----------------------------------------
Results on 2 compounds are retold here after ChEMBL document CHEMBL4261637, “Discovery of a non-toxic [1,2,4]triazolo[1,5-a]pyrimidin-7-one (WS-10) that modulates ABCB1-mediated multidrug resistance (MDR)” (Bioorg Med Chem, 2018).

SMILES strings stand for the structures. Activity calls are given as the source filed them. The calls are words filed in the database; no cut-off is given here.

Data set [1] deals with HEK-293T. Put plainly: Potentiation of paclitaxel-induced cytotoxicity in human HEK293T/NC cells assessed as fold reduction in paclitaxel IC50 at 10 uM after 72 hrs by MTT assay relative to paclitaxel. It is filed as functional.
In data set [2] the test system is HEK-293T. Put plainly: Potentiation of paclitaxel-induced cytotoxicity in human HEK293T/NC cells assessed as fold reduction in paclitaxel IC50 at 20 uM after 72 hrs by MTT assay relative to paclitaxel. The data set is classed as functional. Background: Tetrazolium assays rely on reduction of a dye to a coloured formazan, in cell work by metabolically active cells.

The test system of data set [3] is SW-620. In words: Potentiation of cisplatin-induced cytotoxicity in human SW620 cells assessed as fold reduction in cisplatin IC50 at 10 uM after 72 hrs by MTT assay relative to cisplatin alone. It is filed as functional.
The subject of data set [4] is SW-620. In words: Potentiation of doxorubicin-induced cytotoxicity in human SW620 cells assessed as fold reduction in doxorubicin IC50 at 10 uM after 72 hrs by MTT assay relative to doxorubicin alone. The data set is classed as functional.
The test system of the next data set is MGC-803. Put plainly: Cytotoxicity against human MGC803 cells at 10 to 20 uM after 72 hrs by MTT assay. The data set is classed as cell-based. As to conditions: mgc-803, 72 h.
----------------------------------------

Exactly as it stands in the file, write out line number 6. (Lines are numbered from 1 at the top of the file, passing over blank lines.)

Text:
The subject of data set [4] is SW-620. In words: Potentiation of doxorubicin-induced cytotoxicity in human SW620 cells assessed as fold reduction in doxorubicin IC50 at 10 uM after 72 hrs by MTT assay relative to doxorubicin alone. The data set is classed as functional.